Effects of intraperitoneal hyaluronan on peritoneal fluid and solute transport in peritoneal dialysis patients

James B. Moberly, Michael Sorkin, Andrew Kucharski, Kristen Ogle, James Mongoven, Line Skoufos, Lawrence Lin, Susan Bailey, Helen Rodela, Lou Mupas, Aziz Walele, Francis Ogrinc, Darci White, Marsha Wolfson, Leo Martis, Andrzej Breborowicz, Dimitrios G. Oreopoulos

Research output: Contribution to journalArticlepeer-review

15 Scopus citations


Background: Hyaluronan (HA) is a glycosaminoglycan found in connective tissues and tissue spaces, including the peritoneal cavity. In vivo studies in a rat model of peritoneal dialysis (PD) have shown that addition of HA to PD solution during an intraperitoneal dwell can alter peritoneal fluid transport and protect the peritoneal membrane from the effects of inflammation and repeated infusions of dialysis solution. The current study sought to evaluate the safety of intraperitoneal HA and its effect on peritoneal fluid and solute transport when administered during a dialysis dwell in humans. Methods: 13 PD patients were enrolled in a prospective, randomized crossover study involving three dialysis treatments using the following PD solutions: (1) a commercially available PD solution (Dianeal PD-4, 1.36% glucose; Baxter Healthcare Corporation, Alliston, Ontario, Canada); (2) Dianeal PD-4 containing 0.1 g/L HA, and (3) Dianeal PD-4 containing 0.5 g/L HA. Each 6-hour dialysis exchange was separated from the other exchanges by a 2-week washout period. Radioiodinated human serum albumin (RISA) was administered with the dialysis solution to evaluate intraperitoneal volume, net ultrafiltration (UF), and fluid reabsorption. Peritoneal clearances, dialysate/plasma ratios (D/P), and mass transfer area coefficients (MTACs) were determined for sodium, urea, creatinine, albumin, and glucose. Safety was evaluated by monitoring adverse events and changes in serum chemistries. Ten patients completed all three dialysis exchanges and two additional patients completed at least one treatment exchange. Results: There were no reported adverse events related to HA administration and no significant changes in serum chemistries. There were no significant differences in net UF or peritoneal volume profiles among the three treatments. Mean net UF calculated using residual volumes, estimated by RISA dilution, tended to be slightly higher during treatment with solution containing 0.1 g/L HA and 0.5 g/L HA [74 ± 86 (SE) and 41 ± 99 mL, respectively] compared to control treatment (-58 ± 129 mL). Although not statistically significant, there was a trend toward decreased fluid reabsorption during treatment with HA. Solute clearances, D/P ratios, and MTACs were similar for the three treatments. Serum levels of HA were also unaffected by the two treatment solutions. Conclusions: These data support the acute safety of HA when administered intraperitoneally with the dialysis solution to PD patients. Due to the small sample size and variability in net UF and fluid reabsorption, statistically significant differences were not demonstrated for these parameters. However, a trend toward decreased fluid reabsorption was observed, suggesting that HA may act by a mechanism similar to that observed in animal studies. Further studies are necessary to evaluate whether the beneficial effects of HA observed in animal studies can be shown in humans.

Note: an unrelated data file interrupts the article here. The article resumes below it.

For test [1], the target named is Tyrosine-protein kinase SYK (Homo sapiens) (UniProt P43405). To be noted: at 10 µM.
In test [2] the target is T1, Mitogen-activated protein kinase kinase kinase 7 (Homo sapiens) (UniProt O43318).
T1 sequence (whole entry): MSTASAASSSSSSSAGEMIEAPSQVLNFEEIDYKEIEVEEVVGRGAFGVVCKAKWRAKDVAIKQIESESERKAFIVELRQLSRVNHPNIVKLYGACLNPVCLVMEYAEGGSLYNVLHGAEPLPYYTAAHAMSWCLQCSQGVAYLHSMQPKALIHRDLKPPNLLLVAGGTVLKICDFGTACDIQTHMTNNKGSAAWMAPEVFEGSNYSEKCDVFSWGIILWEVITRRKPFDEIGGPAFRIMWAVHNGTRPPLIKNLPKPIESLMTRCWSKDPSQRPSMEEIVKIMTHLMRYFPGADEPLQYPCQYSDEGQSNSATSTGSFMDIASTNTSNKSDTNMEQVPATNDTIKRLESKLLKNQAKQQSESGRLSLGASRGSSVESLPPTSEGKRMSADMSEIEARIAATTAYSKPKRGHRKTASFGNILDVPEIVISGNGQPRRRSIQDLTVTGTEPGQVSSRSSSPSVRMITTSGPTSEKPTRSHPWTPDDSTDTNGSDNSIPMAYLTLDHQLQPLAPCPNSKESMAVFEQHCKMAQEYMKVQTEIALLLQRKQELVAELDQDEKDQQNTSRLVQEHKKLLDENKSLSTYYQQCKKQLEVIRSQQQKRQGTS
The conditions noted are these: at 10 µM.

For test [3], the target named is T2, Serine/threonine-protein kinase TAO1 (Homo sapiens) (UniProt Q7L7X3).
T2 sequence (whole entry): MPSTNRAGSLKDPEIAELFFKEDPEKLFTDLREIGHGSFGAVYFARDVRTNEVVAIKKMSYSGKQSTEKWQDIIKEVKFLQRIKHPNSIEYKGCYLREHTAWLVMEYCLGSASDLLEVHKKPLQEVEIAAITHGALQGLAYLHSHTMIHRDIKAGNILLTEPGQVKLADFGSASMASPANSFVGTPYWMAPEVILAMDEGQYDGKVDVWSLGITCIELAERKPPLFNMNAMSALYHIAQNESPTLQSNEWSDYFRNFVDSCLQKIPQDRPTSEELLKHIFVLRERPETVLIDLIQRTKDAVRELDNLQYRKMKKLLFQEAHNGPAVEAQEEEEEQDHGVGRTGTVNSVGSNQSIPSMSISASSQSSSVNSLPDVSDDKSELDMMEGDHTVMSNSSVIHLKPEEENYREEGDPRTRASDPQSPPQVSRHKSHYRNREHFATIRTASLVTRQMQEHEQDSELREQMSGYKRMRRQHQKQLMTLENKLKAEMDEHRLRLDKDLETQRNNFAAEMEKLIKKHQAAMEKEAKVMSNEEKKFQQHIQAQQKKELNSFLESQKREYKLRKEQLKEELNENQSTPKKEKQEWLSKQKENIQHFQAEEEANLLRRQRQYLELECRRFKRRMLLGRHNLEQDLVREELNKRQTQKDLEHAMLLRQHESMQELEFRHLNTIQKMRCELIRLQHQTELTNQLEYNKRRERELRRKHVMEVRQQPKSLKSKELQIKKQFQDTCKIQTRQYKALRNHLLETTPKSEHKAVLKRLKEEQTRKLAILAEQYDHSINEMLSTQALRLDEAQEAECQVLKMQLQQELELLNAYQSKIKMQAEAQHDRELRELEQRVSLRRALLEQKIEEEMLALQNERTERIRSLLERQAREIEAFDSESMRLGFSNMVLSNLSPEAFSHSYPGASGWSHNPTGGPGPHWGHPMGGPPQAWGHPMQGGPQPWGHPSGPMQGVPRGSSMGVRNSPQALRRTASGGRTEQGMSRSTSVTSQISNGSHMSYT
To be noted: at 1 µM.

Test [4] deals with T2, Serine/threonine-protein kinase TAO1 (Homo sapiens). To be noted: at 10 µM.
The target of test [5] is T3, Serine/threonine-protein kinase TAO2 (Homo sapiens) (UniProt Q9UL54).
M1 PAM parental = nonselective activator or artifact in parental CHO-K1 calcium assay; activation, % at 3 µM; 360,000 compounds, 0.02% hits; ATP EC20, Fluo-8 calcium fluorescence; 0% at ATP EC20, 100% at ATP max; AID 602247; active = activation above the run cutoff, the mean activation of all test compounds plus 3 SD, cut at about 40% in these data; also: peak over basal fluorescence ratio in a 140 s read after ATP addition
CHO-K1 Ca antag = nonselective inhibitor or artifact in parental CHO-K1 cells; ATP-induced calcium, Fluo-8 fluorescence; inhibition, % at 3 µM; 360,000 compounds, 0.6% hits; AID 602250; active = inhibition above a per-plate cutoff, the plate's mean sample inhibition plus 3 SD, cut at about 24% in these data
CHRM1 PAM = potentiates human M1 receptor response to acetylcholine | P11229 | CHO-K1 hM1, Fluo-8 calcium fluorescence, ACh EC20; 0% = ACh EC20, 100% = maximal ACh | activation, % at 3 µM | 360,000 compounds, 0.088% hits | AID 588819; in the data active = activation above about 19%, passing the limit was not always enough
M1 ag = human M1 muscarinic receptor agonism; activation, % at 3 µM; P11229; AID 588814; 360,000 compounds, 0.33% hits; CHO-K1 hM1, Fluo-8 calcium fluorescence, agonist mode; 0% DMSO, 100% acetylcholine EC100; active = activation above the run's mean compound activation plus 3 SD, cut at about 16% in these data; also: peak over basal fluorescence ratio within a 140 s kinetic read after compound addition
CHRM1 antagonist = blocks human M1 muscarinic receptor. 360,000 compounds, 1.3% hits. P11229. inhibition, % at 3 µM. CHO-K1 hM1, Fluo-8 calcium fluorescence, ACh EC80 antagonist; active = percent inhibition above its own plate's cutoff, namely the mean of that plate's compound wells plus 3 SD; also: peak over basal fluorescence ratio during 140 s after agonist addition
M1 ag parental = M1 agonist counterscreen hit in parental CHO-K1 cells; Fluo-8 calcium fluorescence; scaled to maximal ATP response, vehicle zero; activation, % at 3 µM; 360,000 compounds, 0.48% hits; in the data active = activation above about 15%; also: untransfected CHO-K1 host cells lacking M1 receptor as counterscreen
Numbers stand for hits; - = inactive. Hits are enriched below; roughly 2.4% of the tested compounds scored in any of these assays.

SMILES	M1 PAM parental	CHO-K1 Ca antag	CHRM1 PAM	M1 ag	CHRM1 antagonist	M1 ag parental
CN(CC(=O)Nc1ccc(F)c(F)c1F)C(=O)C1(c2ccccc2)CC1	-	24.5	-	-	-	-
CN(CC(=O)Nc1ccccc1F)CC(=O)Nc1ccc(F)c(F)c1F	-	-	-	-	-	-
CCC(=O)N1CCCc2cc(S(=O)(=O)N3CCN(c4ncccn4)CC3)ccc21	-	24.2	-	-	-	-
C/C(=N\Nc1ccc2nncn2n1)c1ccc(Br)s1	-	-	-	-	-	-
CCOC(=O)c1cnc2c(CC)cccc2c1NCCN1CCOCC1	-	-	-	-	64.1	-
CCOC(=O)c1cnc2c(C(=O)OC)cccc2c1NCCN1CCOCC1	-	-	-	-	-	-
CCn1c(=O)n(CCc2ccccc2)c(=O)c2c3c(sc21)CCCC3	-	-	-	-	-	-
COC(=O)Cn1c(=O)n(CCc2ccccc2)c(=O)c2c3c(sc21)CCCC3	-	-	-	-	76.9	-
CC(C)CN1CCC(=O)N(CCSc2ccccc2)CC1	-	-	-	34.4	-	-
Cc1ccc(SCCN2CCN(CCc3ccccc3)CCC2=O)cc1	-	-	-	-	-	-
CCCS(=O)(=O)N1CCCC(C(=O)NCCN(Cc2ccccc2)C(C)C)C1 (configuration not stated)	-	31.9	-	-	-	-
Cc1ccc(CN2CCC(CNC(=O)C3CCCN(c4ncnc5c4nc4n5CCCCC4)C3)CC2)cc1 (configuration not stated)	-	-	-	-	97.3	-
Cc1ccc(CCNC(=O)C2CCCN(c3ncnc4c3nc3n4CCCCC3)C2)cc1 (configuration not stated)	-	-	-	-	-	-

Original languageEnglish (US)
Pages (from-to)63-73
Number of pages11
JournalPeritoneal Dialysis International
Issue number1
StatePublished - 2003


  • Glycosaminoglycan
  • Hyaluronic acid
  • Peritoneal membrane

ASJC Scopus subject areas

  • Nephrology


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